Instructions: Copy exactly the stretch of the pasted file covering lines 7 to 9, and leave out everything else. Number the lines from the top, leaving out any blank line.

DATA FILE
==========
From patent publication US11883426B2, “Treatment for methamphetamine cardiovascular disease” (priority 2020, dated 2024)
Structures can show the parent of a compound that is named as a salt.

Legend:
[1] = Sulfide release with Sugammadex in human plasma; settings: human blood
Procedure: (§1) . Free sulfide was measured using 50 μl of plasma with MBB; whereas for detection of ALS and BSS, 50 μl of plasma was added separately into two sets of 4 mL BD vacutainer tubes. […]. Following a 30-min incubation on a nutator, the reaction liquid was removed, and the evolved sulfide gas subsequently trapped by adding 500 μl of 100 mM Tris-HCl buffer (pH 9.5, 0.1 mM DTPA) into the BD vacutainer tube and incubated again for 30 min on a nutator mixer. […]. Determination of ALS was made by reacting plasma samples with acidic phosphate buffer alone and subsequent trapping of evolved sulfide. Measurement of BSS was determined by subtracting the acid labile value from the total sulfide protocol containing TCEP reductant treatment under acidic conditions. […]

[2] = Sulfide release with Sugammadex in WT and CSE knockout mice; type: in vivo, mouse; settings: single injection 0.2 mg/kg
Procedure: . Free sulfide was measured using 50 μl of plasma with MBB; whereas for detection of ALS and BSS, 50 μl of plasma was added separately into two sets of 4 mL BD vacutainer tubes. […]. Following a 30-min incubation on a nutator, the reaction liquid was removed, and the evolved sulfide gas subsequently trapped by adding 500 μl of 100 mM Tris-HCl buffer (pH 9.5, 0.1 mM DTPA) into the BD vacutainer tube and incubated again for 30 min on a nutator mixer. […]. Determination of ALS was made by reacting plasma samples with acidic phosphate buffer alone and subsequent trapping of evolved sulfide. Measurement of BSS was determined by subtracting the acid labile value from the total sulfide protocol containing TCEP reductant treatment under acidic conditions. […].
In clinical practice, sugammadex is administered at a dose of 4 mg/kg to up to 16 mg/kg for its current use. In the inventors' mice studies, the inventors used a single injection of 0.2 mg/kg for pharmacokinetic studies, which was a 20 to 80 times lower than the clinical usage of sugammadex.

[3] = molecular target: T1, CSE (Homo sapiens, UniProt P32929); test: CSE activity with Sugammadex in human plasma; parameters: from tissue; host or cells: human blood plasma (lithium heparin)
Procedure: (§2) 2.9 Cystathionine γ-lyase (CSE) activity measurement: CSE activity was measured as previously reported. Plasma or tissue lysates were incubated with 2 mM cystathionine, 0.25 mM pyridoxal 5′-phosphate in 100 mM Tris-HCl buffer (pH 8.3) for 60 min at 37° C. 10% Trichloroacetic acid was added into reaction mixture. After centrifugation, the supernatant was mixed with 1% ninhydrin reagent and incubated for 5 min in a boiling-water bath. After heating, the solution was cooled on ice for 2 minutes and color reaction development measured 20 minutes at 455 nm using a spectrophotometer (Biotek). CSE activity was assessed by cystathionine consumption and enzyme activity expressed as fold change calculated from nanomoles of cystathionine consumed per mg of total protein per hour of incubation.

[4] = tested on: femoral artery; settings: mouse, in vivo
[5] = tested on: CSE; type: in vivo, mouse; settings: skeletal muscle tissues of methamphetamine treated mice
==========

Procedure: . Free sulfide was measured using 50 μl of plasma with MBB; whereas for detection of ALS and BSS, 50 μl of plasma was added separately into two sets of 4 mL BD vacutainer tubes. […]. Following a 30-min incubation on a nutator, the reaction liquid was removed, and the evolved sulfide gas subsequently trapped by adding 500 μl of 100 mM Tris-HCl buffer (pH 9.5, 0.1 mM DTPA) into the BD vacutainer tube and incubated again for 30 min on a nutator mixer. […]. Determination of ALS was made by reacting plasma samples with acidic phosphate buffer alone and subsequent trapping of evolved sulfide. Measurement of BSS was determined by subtracting the acid labile value from the total sulfide protocol containing TCEP reductant treatment under acidic conditions. […].
In clinical practice, sugammadex is administered at a dose of 4 mg/kg to up to 16 mg/kg for its current use. In the inventors' mice studies, the inventors used a single injection of 0.2 mg/kg for pharmacokinetic studies, which was a 20 to 80 times lower than the clinical usage of sugammadex.

[3] = molecular target: T1, CSE (Homo sapiens, UniProt P32929); test: CSE activity with Sugammadex in human plasma; parameters: from tissue; host or cells: human blood plasma (lithium heparin)